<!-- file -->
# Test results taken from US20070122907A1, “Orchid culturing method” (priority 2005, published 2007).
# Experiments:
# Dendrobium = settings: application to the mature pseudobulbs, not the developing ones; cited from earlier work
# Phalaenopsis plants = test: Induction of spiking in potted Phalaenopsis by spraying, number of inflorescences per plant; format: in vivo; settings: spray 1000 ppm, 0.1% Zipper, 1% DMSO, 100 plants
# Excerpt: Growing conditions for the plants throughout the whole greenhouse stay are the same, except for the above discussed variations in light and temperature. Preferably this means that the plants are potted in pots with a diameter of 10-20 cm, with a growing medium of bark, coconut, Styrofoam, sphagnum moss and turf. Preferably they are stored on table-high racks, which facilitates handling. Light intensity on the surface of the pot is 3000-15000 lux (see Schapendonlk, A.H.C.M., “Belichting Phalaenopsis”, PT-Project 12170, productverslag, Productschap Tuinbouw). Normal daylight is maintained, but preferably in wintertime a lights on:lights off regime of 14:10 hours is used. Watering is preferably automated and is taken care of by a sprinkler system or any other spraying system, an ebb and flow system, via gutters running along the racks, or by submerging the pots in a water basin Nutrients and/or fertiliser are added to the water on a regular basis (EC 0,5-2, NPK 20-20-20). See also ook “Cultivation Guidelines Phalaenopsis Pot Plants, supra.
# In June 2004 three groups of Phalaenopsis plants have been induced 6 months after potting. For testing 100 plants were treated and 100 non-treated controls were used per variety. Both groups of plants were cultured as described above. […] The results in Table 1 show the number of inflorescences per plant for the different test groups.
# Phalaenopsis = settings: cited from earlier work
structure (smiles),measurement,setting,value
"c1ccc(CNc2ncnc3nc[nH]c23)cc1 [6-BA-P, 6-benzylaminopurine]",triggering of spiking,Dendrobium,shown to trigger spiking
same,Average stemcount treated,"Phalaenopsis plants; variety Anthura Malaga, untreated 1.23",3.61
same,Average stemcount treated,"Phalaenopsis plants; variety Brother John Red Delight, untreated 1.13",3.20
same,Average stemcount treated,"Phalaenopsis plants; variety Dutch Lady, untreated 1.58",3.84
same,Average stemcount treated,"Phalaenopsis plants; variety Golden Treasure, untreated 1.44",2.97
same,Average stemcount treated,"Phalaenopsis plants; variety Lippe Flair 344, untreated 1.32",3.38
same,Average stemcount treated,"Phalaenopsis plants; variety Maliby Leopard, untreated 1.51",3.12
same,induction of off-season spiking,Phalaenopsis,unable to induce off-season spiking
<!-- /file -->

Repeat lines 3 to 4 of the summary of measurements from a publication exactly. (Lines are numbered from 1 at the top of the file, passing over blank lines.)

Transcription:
# Dendrobium = settings: application to the mature pseudobulbs, not the developing ones; cited from earlier work
# Phalaenopsis plants = test: Induction of spiking in potted Phalaenopsis by spraying, number of inflorescences per plant; format: in vivo; settings: spray 1000 ppm, 0.1% Zipper, 1% DMSO, 100 plants